New York City pension funds are suing Activision over financial documents.
Five New York City employee pension groups who own stock in Activision Blizzard, the beleaguered video game maker, have sued Activision, saying the company failed to deliver financial documents as the groups try to investigate whether Activision has secured a fair price in its planned sale to Microsoft.
The lawsuit, filed in the Delaware state court, says New York groups are asking whether Activision did its shareholders a disservice by agreeing to sell the company to Microsoft for about $ 70 billion, or about $ 95 per share, which it says. pension groups is undervalued. But they can’t dig into the corporate records they want to review, the lawsuit says, because Activision refused to hand them all over.
The groups “seek access to certain books and documents to investigate the independence and disinterest of the board,” says the lawsuit, referring to Activision’s board of directors.
The complaint comes from groups including the New York City Fire Department Pension Fund and the Teachers’ Retirement System for the City of New York and was dated April 26. It was reported earlier on Wednesday by Asio.
Pension funds wonder whether Activision chief executive Bobby Kotick negotiated a quick and underrated deal with Microsoft late last year, with little board oversight, to avoid any personal consequences he and his company might having to deal with complaints against executives for the treatment of sexual misconduct.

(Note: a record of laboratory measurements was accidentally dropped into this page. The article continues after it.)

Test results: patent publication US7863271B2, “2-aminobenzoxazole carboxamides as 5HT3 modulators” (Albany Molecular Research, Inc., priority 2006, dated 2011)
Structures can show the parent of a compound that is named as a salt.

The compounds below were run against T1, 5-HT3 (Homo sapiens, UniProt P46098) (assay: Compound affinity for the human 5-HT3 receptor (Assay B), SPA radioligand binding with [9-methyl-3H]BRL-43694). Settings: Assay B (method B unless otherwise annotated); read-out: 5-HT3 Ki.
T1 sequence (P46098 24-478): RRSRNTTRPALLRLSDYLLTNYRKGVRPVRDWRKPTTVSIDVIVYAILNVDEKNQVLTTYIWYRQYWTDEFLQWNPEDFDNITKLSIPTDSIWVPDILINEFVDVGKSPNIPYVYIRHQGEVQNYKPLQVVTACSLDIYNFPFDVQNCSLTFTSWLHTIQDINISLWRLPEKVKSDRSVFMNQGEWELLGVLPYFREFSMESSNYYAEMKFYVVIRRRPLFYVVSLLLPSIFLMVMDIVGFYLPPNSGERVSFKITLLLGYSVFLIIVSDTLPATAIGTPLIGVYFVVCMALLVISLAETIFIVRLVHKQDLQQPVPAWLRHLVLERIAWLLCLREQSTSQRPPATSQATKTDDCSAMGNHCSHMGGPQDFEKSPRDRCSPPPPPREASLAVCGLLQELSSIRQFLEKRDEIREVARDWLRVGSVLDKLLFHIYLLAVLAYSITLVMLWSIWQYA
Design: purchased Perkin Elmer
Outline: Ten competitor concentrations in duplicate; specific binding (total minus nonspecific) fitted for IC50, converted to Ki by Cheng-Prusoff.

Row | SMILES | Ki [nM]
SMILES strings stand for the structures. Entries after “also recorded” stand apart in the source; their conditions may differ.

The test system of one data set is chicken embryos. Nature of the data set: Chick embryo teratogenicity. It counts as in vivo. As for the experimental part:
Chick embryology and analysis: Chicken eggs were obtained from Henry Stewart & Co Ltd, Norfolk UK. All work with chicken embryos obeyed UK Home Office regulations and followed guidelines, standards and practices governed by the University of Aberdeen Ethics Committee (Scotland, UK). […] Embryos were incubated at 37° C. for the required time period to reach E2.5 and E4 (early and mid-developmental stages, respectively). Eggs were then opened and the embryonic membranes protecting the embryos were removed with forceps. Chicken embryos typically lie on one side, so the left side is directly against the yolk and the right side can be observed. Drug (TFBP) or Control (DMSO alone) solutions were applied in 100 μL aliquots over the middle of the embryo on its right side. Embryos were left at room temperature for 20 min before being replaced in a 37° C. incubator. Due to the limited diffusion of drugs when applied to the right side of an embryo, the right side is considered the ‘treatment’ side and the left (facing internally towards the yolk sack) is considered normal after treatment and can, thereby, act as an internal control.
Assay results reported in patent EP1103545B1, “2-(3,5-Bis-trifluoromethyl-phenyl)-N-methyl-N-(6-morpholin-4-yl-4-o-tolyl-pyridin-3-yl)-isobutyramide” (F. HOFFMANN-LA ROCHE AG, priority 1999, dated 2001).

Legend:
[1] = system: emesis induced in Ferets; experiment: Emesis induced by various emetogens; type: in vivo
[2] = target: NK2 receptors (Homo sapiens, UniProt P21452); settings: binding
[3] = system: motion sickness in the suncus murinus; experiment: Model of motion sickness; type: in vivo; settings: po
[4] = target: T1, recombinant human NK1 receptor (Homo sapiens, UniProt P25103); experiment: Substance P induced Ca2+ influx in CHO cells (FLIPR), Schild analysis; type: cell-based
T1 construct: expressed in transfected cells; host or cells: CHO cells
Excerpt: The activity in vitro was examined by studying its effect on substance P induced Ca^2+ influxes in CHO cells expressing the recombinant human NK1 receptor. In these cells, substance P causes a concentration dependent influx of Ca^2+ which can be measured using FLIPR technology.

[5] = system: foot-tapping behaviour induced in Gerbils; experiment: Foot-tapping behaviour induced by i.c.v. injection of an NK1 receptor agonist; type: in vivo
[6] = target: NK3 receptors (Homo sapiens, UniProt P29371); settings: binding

“Kotick was aware of numerous credible allegations of misconduct by the company’s top executives, but he did nothing to address them or prevent further crime,” the lawsuit said. “Kotick therefore faced a strong likelihood of liability for fiduciary duty violations, along with other board members.”
An Activision spokesperson said the company disagrees “with the allegations made in this complaint and looks forward to bringing our arguments to court.”
The New York lawsuit joins a litany of lawsuits against Activision, which makes games like Call of Duty and Overwatch popular. Last summer, a Californian employment agency south of Activision accused her of fostering a toxic and sexist work environment in which women were regularly harassed. In response, employees protested and senior executives were forced to leave, even though Mr. Kotick remained.